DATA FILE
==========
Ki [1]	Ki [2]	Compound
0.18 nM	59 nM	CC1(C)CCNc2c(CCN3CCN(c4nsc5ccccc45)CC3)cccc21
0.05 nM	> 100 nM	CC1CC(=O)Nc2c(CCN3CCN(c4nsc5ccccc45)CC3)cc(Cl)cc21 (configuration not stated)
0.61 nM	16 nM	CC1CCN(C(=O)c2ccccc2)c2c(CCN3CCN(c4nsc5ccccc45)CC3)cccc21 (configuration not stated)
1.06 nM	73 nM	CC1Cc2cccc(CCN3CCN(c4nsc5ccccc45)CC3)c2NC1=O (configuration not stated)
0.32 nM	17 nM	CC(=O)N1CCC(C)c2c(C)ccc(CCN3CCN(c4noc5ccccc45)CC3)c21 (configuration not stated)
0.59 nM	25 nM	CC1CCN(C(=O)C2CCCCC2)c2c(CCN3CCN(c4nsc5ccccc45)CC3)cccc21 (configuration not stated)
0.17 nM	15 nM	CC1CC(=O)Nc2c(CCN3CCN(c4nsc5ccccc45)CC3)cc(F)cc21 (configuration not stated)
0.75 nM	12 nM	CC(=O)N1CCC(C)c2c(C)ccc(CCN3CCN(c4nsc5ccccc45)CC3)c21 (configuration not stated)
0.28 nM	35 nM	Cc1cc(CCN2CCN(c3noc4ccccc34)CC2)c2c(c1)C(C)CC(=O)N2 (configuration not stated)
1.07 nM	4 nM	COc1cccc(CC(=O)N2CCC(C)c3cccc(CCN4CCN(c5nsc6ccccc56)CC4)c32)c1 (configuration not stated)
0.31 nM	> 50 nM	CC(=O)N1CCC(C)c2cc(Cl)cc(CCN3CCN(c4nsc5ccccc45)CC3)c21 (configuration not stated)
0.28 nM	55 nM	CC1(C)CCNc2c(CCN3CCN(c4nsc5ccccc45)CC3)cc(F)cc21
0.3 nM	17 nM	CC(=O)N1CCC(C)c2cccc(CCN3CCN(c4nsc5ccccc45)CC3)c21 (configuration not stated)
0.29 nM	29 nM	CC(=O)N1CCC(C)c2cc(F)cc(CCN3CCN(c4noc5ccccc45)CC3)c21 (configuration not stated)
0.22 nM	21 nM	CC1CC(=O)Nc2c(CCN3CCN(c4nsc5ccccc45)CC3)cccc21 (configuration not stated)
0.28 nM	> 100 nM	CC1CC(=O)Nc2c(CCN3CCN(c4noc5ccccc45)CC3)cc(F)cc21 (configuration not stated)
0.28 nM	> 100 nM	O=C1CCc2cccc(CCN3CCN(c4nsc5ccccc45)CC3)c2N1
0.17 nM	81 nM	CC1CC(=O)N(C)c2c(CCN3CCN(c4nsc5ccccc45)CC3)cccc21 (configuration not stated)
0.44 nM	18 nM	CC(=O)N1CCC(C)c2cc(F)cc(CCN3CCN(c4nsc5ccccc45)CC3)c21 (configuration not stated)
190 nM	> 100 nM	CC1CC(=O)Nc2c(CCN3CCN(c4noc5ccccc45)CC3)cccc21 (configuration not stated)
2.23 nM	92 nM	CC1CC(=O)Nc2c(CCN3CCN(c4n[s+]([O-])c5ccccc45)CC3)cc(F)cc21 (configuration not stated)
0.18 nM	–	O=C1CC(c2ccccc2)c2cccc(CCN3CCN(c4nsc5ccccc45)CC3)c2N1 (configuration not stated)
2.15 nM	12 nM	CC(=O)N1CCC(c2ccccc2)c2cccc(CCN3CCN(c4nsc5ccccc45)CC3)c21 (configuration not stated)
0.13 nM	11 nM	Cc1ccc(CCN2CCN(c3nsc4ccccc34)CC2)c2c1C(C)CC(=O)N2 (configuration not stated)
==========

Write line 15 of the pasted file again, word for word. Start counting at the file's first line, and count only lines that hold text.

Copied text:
0.29 nM	29 nM	CC(=O)N1CCC(C)c2cc(F)cc(CCN3CCN(c4noc5ccccc45)CC3)c21 (configuration not stated)